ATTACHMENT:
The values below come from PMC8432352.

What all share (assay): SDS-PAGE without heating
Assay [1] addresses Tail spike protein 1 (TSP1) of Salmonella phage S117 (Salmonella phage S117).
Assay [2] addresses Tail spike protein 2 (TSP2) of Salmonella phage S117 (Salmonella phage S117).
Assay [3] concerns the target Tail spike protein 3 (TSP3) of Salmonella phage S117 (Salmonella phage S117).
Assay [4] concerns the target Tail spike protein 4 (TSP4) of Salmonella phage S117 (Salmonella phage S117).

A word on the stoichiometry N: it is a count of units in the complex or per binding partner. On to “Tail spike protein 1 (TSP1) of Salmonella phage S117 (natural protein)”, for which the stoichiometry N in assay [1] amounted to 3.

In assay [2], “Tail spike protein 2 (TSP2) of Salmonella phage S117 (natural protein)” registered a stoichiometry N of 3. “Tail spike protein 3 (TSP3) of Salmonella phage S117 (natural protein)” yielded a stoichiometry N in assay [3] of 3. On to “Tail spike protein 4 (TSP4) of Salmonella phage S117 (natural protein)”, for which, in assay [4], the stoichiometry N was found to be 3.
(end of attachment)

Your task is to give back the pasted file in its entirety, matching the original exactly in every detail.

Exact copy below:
The values below come from PMC8432352.

What all share (assay): SDS-PAGE without heating
Assay [1] addresses Tail spike protein 1 (TSP1) of Salmonella phage S117 (Salmonella phage S117).
Assay [2] addresses Tail spike protein 2 (TSP2) of Salmonella phage S117 (Salmonella phage S117).
Assay [3] concerns the target Tail spike protein 3 (TSP3) of Salmonella phage S117 (Salmonella phage S117).
Assay [4] concerns the target Tail spike protein 4 (TSP4) of Salmonella phage S117 (Salmonella phage S117).

A word on the stoichiometry N: it is a count of units in the complex or per binding partner. On to “Tail spike protein 1 (TSP1) of Salmonella phage S117 (natural protein)”, for which the stoichiometry N in assay [1] amounted to 3.

In assay [2], “Tail spike protein 2 (TSP2) of Salmonella phage S117 (natural protein)” registered a stoichiometry N of 3. “Tail spike protein 3 (TSP3) of Salmonella phage S117 (natural protein)” yielded a stoichiometry N in assay [3] of 3. On to “Tail spike protein 4 (TSP4) of Salmonella phage S117 (natural protein)”, for which, in assay [4], the stoichiometry N was found to be 3.